Posted By Norman Gasbarro on July 16, 2014
The 11th Pennsylvania Infantry Monument at Gettysburg is located northwest of Gettysburg on Doubleday Avenue. It was dedicated on 3 September 1889 by the Commonwealth of Pennsylvania. The view of the monument pictured above is from Steven Recker’s Virtual Gettysburg Web Site which has more information about the monument and the 11th Pennsylvania Infantry.
A full description of the monument, its GPS coordinates, and some of the history of the 11th Pennsylvania Infantry can be found on the Stone Sentinels Web Site. There are also additional photographs of the monument, including a close-up of the dog “Sallie” whose image lies at the base on a pedestal – one of only two dogs depicted on Gettysburg battlefield monuments.
Eight days after the monument dedication, 11 September 1889, the Philadelphia Inquirer provided the following information about the 11th Pennsylvania Infantry:
They Captured Iverson’s Brigade
The 11th, as it crossed the Pennsylvania line, gave three cheers upon hearing the cannonade at Gettysburg, and hastening forward was massed with the brigade near the railroad embankment, just in the rear of Seminary Ridge. The 11th was under Colonel Richard Coulter. The advances of the enemy each time with fresh troops were met with a galling fire. Failing to force the position, the 11th made a sally and captured three regiments of Iverson’s North Carolina Brigade. Both flanks of the Union army having been turned, the 11th retired along the railroad to Cemetery Hill and moving to the left about 5 o’clock, formed near the Emmittsburg Road. When upon the point of moving to the support of Captain Ricketts’s batteries on the front of the hill Colonel Coulter was wounded, but remained in command. During the whole of the third night the regiment was engaged in strengthening its breastworks.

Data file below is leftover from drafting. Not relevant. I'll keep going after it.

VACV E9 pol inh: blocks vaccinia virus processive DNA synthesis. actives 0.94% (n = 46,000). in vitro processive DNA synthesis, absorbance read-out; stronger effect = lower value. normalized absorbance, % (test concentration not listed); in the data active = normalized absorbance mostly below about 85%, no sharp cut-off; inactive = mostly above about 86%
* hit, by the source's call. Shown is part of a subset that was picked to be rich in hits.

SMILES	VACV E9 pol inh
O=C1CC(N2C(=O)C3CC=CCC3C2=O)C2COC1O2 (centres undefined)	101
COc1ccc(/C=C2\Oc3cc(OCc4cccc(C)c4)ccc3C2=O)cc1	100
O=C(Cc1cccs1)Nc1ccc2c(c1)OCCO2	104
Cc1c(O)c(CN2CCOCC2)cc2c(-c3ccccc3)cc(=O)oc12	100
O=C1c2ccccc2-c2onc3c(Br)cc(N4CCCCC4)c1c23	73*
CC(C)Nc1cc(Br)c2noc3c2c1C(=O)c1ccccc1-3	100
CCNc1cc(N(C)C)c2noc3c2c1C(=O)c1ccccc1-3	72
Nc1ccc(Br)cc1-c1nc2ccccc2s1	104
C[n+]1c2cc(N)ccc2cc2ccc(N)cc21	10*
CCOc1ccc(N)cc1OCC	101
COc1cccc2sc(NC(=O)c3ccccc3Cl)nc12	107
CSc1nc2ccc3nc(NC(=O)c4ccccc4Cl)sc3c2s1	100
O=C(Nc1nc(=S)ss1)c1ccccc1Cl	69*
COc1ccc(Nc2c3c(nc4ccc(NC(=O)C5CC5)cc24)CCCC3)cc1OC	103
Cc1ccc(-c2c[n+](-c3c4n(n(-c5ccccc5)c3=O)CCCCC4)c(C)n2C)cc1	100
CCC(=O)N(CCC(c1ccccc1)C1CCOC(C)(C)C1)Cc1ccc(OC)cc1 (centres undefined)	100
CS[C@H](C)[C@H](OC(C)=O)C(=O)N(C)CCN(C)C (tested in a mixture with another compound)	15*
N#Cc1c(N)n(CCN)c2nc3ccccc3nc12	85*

Lt. Col. Richard Coulter was from Greensburg, Westmoreland County, Pennsylvania, and joined the 11th Pennsylvania Infantry in Harrisburg on 11 April 1861 as Captain of Company I. On 26 April 1861 he was promoted to headquarters as Lieutenant Colonel. He was wounded in the Battle of Gettysburg.
Richard Coulter died on 14 October 1907 and was buried in Saint Clair Cemetery, Greensburg. His Pennsylvania Veterans’ File Card (shown below) is from the Pennsylvania Archives.
More information about Lt. Col. Richard Coulter can be found at his Findagrave Memorial.
Around the base of the Pennsylvania Memorial at Gettysburg are a series of plaques which, by regiment and company, note the names of every soldier who was present at the Battle of Gettysburg. The plaque for the 11th Pennsylvania Infantry is pictured below. By clicking on the plaque it should enlarge so the names can be more clearly read. If a name does not appear, it could be that the soldier did serve in the 11th Pennsylvania Infantry, but was not part of the regiment during its days at Gettysburg. There could also be errors on the plaque.
The news clipping is from the on-line resources of the Free Library of Philadelphia.